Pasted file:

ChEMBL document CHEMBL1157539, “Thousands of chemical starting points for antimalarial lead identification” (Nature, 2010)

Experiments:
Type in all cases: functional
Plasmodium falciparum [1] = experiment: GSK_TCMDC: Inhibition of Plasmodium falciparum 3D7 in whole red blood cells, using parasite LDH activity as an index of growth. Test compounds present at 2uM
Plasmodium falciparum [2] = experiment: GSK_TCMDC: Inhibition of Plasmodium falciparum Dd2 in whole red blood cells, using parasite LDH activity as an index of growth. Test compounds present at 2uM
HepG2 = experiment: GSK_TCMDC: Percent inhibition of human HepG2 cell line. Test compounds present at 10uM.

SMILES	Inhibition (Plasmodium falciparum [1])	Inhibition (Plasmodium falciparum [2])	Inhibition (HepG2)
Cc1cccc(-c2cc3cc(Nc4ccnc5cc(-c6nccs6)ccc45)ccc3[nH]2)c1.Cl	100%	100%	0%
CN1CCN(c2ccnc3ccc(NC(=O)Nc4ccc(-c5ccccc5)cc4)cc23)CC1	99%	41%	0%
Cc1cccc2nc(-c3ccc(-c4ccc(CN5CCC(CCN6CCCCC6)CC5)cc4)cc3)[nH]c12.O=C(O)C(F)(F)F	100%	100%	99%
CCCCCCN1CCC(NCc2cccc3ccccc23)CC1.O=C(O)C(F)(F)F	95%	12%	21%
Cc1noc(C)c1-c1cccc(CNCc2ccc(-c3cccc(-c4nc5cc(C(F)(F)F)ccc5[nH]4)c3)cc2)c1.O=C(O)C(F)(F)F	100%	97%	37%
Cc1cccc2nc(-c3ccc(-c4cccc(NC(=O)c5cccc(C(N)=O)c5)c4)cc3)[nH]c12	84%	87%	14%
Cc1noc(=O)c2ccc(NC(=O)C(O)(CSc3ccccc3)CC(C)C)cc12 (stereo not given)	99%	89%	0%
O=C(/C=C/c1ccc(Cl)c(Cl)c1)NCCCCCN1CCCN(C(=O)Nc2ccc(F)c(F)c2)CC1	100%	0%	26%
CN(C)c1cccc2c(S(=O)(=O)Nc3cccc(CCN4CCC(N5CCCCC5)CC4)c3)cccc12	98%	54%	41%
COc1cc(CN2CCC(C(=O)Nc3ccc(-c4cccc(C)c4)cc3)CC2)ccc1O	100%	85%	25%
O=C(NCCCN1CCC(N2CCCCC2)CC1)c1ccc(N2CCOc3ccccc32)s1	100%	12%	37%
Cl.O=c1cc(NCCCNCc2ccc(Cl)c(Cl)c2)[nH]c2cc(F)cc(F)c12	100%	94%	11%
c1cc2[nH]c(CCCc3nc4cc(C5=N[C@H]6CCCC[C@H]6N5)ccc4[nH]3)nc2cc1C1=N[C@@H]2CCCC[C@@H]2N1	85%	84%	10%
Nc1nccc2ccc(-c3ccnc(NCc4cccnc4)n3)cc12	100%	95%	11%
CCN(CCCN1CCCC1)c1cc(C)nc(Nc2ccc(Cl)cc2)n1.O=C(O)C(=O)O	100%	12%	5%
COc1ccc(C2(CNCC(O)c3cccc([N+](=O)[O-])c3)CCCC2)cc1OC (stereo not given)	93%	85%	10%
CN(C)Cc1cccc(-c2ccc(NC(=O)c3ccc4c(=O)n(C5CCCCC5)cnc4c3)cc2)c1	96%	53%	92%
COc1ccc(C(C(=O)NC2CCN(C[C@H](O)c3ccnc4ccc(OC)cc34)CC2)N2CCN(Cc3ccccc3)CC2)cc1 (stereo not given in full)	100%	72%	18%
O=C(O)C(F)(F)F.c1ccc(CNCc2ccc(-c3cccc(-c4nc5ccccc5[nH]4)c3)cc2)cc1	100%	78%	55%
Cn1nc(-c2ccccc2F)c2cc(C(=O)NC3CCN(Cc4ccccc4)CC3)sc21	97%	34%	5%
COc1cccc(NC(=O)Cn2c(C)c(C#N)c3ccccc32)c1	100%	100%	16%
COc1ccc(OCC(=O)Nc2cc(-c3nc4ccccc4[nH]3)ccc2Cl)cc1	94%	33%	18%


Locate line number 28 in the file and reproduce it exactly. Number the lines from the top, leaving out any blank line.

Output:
COc1cccc(NC(=O)Cn2c(C)c(C#N)c3ccccc32)c1	100%	100%	16%